Besides all that nonsense… I have such a hard time with my ego when I run, too. I SO RELATED on the voice in your head thing. That thing is my worst enemy when I’m running. It always leaves me at about mile 2.5. Up until that point it’s just grueling and I hate the whole world because I am running and in torture. =P
    That being said… I’ve been wanting to run again lately. Perhaps this is a sign. 😉

    1. Ouch – sorry to hear about that cyst!

      Yeah, it sounds like we’re on the same page when it comes to the voice. I guess it’s new to this new jogger dude, so it’s nice to know I am not the only one out there…lol. I am going to watch out for the injury thing – would rather take it easy than push too hard to make my ego happy (hmmmm…where have I done *that* before???)

      Hope you get up and running again…if it’s not too painful 🙂

      Thanks for the comments


  8. Kate says:

    This is a great post on so many levels. I love the metaphor – and I love the literal analysis. I’ve tried running a few times,but I think about it too much to enjoy it. Counting down every second, too aware of every moment. Very rarely do I get lost in it to the point where I enjoy it. I can do that with walking, but not running.

    But I love the peace you are exuding – and I love how God is speaking and leading. That’s the best part!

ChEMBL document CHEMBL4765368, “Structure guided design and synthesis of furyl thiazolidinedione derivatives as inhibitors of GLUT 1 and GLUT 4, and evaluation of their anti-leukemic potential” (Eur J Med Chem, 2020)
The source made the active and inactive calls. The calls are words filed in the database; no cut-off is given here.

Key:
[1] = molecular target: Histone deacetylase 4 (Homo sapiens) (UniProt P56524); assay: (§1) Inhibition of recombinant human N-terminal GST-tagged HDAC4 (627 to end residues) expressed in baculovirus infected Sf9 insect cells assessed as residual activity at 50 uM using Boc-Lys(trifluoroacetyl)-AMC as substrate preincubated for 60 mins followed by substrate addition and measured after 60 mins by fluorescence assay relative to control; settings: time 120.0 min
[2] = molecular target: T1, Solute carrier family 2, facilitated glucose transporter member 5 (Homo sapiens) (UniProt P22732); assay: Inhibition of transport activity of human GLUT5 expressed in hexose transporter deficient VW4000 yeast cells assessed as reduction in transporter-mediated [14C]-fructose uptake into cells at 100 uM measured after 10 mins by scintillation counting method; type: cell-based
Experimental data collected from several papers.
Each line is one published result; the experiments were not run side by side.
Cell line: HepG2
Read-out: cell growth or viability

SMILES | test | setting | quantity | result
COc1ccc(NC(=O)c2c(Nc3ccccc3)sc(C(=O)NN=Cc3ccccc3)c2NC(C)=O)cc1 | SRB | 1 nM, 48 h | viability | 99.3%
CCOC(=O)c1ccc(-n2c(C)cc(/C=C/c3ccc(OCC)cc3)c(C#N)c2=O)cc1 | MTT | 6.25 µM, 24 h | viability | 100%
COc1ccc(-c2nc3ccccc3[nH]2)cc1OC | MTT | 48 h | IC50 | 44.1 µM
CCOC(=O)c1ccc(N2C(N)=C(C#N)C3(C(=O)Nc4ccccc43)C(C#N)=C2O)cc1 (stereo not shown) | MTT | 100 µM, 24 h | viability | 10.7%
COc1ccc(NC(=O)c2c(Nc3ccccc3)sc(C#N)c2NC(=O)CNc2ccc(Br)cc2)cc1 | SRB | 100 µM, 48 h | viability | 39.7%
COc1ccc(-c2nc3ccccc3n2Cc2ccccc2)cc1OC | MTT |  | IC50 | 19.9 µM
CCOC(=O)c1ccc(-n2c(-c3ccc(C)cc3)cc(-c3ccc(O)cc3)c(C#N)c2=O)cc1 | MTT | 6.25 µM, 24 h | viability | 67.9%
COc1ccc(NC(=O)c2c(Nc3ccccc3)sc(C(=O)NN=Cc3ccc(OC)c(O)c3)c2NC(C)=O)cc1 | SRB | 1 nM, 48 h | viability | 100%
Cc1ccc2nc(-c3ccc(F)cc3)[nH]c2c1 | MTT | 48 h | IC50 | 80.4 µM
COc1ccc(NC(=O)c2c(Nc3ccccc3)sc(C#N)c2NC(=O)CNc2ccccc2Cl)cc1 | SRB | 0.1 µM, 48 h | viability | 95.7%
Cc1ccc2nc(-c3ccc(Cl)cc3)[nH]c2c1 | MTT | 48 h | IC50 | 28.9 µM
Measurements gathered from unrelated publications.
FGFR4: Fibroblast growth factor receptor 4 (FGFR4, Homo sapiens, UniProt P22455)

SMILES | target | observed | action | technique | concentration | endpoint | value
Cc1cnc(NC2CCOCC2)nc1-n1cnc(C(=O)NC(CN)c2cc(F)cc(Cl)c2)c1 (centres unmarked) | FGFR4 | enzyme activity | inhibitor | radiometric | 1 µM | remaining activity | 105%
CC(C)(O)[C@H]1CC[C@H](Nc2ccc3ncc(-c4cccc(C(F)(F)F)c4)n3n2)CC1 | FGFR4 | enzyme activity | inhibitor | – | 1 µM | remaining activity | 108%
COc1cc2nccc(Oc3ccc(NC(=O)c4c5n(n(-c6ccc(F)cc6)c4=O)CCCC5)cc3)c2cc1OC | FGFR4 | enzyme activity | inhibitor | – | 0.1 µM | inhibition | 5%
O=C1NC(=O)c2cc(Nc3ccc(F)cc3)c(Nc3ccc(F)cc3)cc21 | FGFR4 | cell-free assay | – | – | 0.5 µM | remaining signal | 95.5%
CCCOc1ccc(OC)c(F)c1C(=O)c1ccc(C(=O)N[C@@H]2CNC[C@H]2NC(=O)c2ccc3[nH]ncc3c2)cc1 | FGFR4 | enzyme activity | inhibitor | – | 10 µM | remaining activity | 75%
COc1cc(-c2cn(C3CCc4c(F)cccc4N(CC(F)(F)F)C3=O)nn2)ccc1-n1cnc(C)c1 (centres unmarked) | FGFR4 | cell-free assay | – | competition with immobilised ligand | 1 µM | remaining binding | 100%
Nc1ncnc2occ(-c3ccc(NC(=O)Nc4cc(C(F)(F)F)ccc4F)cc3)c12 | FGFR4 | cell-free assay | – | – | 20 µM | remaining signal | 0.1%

1. Thanks Kate! I am glad I am not alone in hearing those voices. Seems you and everyone else here have the same issues. Phew! Not alone.

      It’s great you can dissolve while walking. At least you have that…and that is great exercise too, as also a way of leaving the day behind and having your time.

      And yup, I am not the leader…He is 🙂


  9. furtheron says:

    Sigue Sigue Sputnik!!! no comment! 😉

    1. I have to confess being a fan in the day, vinyl albums and all. Lately I started to listen to their first two albums again and just love them again – unironically. They were insane. Terrible live, from what I have seen online. They saved the best for the records, which is pretty much all samples and the same bass lines…lol.

      1. furtheron says:

        I remember them live on some show on tv with all the hype and just sat there amazed – they were awful!! Sorry they should have mimed.

  10. Great news and a real good turn, brother. You know, Pauly, if you had told me in rehab that in less than one year, my flabby, bloated and blown-out ass would be working as a personal trainer, I would have thought you were still But even so, you would have been right. And the whole journey started with a few small, next-indicated steps.
    There are few hounds lazier then me. I make porch-swinging hillbillies look downright Type A. So given that honest inventory, I knew early on that I needed to turn over exercise, then later, diet, to a power greater than yours truly. So far It’s done okay by me.
    It will by you too. Nothing cranks your shaft…like The Divine.